Shabbat Shalom with a Heart Healthy Dose of Torah – Bo
“God hardened Pharaoh’s heart.” This statement troubles people. It has troubled people of faith for thousands of years. What kind of benevolent and loving God would harden Pharaoh’s heart and then condemn him for having a hardened heart? Early on, our sages determined that the problem we face happens because we divorce our sense of reality from our practice of study. We accept that it is foundational in Torah study that one is not allowed to check his/her real-world experience at the door. We teach that one’s worldly experience is an essential tool in making Torah usable in the real world. While I understand that both Biblical Literalism and Biblical Dismissalism are on the rise, I find that both happen because people never really engage the text in a meaningful way. Whether one runs from the text or refuses to debate the text, either way, the faith world loses.
The God of Torah is often a metaphor for the natural order, and in this story, it is not that God hardened Pharaoh; no, Pharaoh hardened Pharaoh. Despite the notion of free will, we live with default behaviors. Huge pieces of our lives just happen with no planning sessions or brainstorming. We breathe, our organs function, and we respond emotionally to specific stimuli. Even some of our learned behaviors become simply a part of our conditioned responses. When we consistently act or respond in certain ways over and over again, one can argue that it takes intentional free will actions to break from those behaviors.
Pharaoh defaulted to hate and venomous treatment of others. From the Biblical narrative, we learn that he had no place for compassion for his Hebrew slaves. He held little or no concern for the infrastructure and well being of his own nation and people. At one point, Egyptians approach Pharaoh to let the people go, and he refused until it was too late. He had to win at all cost, and it cost him dearly. His heart hardened with each dismissal of human dignity. When the destruction of the plagues grew more and more severe, his answer was to fight back to prove that he was more “God” than God. His refusal to see into the destruction his decisions caused destroyed not only the first born and the cattle, but the entire army he would subsequently send after Israel: the army that drowned in the waters as they came back together. Ultimately, everything for which he fought crumbled before him.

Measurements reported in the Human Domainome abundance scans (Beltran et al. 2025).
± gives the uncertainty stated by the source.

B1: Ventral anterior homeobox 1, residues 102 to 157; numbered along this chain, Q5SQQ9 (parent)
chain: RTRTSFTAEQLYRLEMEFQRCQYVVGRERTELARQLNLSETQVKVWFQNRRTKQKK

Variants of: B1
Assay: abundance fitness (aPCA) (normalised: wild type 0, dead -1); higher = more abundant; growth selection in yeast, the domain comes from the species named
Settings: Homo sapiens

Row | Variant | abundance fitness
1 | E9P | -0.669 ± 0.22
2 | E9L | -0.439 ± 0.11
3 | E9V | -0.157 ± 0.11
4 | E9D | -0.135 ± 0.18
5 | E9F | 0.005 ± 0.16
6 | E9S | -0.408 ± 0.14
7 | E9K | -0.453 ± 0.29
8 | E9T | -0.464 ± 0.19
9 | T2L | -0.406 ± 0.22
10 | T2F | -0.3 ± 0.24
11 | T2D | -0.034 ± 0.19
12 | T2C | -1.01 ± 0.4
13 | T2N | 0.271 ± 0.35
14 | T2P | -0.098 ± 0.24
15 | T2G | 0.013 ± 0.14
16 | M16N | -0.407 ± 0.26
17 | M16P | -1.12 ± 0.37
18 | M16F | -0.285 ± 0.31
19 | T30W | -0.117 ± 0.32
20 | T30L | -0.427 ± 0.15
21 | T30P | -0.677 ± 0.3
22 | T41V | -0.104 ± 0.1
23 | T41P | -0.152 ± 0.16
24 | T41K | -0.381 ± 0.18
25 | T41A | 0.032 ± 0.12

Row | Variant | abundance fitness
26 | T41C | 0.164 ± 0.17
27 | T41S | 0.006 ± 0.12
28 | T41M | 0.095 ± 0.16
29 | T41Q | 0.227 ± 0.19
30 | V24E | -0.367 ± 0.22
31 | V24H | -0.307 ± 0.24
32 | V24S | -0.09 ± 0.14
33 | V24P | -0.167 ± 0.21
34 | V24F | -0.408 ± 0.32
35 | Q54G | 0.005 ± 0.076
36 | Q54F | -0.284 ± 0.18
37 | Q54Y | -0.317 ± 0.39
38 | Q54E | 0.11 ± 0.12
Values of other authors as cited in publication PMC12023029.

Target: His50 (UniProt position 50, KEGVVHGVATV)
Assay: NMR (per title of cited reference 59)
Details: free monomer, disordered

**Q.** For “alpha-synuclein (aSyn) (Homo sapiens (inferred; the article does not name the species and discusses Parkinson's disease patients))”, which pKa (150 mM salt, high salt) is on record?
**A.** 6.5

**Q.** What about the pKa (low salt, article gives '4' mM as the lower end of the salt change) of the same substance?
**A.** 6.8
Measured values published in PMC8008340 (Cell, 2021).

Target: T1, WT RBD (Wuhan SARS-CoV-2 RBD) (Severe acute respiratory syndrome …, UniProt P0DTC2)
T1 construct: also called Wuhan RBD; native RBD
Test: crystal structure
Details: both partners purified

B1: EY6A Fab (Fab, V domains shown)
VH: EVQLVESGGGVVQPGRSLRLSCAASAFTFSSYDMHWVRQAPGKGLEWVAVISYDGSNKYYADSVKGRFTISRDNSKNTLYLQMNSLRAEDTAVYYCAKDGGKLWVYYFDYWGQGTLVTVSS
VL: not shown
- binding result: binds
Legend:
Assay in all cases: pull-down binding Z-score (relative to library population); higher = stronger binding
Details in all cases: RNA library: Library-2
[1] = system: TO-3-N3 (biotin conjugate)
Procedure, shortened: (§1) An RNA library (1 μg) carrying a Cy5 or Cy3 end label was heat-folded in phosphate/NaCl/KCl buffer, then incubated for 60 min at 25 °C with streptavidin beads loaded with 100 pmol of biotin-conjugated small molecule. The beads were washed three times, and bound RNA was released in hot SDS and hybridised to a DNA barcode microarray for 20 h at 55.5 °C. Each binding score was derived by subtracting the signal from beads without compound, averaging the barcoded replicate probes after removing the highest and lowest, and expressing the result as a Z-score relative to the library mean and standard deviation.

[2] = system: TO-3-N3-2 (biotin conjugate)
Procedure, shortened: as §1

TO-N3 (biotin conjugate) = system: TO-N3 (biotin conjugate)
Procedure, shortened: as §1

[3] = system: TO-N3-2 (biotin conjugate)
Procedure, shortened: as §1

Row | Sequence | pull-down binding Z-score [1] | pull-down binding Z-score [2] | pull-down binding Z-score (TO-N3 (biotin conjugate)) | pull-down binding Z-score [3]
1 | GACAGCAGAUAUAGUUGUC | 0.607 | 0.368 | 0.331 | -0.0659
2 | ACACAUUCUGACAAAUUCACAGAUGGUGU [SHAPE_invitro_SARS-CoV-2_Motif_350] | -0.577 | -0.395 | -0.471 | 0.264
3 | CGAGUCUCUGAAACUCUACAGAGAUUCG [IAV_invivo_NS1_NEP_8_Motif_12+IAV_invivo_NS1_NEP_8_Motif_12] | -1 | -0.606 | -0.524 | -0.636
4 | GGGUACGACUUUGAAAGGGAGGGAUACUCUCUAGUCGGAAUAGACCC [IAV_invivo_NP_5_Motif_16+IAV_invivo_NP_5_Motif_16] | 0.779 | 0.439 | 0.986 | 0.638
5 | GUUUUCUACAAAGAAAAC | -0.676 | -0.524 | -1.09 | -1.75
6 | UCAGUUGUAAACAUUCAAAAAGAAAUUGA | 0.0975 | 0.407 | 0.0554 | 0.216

We have an obligation to engage each other and remember that no situation can ever be seen so one-sided that it ignores the very dignity of everyone else involved. When having our way takes precedence over everyone and everything else, we all lose … and sometimes, there is no return from the loss. Horrifically, we see this play out in family and community dynamics every day. We will always experience moments when we disagree. We will have moments when, in fear of losing control, we act badly. We will fail each other, and sometimes over again. We must, however, always remember that we are not replaceable in each other’s lives and that a hole under one side of the rowboat takes everyone in the boat. At the same time, our sages teach that the gates for healing and restoration remain open for as long as one could want to walk through them. Healing a life, restoring one’s dignity, turning to compassion save, not only the individual, but the entire world. IF we save a life, it is as though we saved the world. We get in trouble, but we do not ever have to get stuck. We cannot let ourselves get so stuck that the path of return is impossible to find or traverse. So set on destruction was Pharaoh that even God could not restore him. We need never go to that extreme. Shabbat Shalom.